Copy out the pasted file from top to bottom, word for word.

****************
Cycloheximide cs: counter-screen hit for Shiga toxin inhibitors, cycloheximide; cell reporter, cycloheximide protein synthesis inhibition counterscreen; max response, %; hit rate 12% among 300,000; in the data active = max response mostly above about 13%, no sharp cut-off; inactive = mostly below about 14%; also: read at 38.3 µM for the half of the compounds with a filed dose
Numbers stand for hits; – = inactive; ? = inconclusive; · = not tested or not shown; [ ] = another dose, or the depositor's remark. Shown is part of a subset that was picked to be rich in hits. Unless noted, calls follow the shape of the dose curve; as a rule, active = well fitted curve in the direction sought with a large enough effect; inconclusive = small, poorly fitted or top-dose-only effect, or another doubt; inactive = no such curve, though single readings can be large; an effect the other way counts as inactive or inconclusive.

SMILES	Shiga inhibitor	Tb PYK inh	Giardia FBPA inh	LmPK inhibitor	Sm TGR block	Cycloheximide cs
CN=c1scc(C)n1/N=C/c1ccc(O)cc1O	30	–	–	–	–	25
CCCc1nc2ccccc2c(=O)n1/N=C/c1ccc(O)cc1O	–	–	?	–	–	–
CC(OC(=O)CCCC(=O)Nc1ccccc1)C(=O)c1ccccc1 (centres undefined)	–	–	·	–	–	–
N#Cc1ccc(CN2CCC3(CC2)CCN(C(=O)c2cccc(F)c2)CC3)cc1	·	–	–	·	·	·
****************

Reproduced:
Cycloheximide cs: counter-screen hit for Shiga toxin inhibitors, cycloheximide; cell reporter, cycloheximide protein synthesis inhibition counterscreen; max response, %; hit rate 12% among 300,000; in the data active = max response mostly above about 13%, no sharp cut-off; inactive = mostly below about 14%; also: read at 38.3 µM for the half of the compounds with a filed dose
Numbers stand for hits; – = inactive; ? = inconclusive; · = not tested or not shown; [ ] = another dose, or the depositor's remark. Shown is part of a subset that was picked to be rich in hits. Unless noted, calls follow the shape of the dose curve; as a rule, active = well fitted curve in the direction sought with a large enough effect; inconclusive = small, poorly fitted or top-dose-only effect, or another doubt; inactive = no such curve, though single readings can be large; an effect the other way counts as inactive or inconclusive.

SMILES	Shiga inhibitor	Tb PYK inh	Giardia FBPA inh	LmPK inhibitor	Sm TGR block	Cycloheximide cs
CN=c1scc(C)n1/N=C/c1ccc(O)cc1O	30	–	–	–	–	25
CCCc1nc2ccccc2c(=O)n1/N=C/c1ccc(O)cc1O	–	–	?	–	–	–
CC(OC(=O)CCCC(=O)Nc1ccccc1)C(=O)c1ccccc1 (centres undefined)	–	–	·	–	–	–
N#Cc1ccc(CN2CCC3(CC2)CCN(C(=O)c2cccc(F)c2)CC3)cc1	·	–	–	·	·	·